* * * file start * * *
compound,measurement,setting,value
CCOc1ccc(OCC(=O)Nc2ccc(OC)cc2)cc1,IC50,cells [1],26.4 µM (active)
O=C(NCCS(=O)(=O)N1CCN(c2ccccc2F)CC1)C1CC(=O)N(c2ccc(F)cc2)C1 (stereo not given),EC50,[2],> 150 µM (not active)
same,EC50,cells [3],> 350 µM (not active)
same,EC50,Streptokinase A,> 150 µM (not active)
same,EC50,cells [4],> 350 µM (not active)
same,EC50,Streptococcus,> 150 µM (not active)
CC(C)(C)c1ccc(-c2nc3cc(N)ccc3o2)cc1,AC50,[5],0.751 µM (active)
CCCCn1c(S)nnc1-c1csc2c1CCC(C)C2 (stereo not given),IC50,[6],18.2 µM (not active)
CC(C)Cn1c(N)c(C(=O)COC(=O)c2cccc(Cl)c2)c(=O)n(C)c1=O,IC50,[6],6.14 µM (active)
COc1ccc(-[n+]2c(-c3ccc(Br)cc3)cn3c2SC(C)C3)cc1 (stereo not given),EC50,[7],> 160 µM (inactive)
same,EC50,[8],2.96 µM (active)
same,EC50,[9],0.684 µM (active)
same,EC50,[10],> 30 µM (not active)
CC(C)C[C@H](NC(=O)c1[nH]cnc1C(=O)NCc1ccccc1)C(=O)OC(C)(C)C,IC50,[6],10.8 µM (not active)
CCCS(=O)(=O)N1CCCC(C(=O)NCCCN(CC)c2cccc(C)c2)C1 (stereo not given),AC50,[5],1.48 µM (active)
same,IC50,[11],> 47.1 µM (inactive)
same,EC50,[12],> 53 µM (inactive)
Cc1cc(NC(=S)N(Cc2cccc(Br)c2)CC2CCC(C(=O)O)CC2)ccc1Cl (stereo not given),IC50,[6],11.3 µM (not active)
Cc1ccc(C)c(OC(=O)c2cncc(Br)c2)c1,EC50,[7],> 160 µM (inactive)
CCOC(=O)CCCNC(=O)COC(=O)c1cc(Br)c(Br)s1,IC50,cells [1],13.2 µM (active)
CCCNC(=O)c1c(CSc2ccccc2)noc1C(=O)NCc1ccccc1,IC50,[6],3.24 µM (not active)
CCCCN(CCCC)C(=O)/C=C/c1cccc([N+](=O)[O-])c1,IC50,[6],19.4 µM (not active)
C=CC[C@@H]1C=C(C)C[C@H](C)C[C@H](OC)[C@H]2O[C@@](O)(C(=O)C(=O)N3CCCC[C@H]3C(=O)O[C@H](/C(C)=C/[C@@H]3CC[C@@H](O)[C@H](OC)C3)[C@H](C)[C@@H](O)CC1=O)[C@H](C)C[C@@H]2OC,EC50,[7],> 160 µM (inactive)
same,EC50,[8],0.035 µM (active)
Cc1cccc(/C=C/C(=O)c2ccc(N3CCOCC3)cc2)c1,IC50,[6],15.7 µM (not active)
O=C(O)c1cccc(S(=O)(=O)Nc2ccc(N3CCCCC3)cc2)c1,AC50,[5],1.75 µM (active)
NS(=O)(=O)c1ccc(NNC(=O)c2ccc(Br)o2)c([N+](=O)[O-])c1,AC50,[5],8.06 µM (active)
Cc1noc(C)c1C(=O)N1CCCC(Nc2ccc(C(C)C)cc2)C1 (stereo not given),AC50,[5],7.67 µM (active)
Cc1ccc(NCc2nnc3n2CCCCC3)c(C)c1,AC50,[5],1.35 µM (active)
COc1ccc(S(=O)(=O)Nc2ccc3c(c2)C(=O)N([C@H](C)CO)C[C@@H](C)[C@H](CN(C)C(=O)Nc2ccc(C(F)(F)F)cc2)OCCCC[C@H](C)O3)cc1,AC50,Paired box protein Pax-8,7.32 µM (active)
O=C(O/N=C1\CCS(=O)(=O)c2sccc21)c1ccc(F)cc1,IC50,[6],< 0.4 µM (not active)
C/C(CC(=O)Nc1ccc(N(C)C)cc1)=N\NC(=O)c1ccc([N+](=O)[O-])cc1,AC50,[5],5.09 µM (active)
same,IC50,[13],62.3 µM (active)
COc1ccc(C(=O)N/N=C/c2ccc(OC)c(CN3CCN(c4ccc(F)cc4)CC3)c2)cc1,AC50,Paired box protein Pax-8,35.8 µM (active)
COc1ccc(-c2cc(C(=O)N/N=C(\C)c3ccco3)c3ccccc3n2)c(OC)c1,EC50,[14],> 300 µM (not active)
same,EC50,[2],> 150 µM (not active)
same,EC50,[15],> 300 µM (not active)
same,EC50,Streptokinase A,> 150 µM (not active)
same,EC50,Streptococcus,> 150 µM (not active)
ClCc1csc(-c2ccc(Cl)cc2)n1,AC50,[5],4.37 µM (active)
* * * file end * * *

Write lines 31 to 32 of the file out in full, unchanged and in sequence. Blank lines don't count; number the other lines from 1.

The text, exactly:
COc1ccc(S(=O)(=O)Nc2ccc3c(c2)C(=O)N([C@H](C)CO)C[C@@H](C)[C@H](CN(C)C(=O)Nc2ccc(C(F)(F)F)cc2)OCCCC[C@H](C)O3)cc1,AC50,Paired box protein Pax-8,7.32 µM (active)
O=C(O/N=C1\CCS(=O)(=O)c2sccc21)c1ccc(F)cc1,IC50,[6],< 0.4 µM (not active)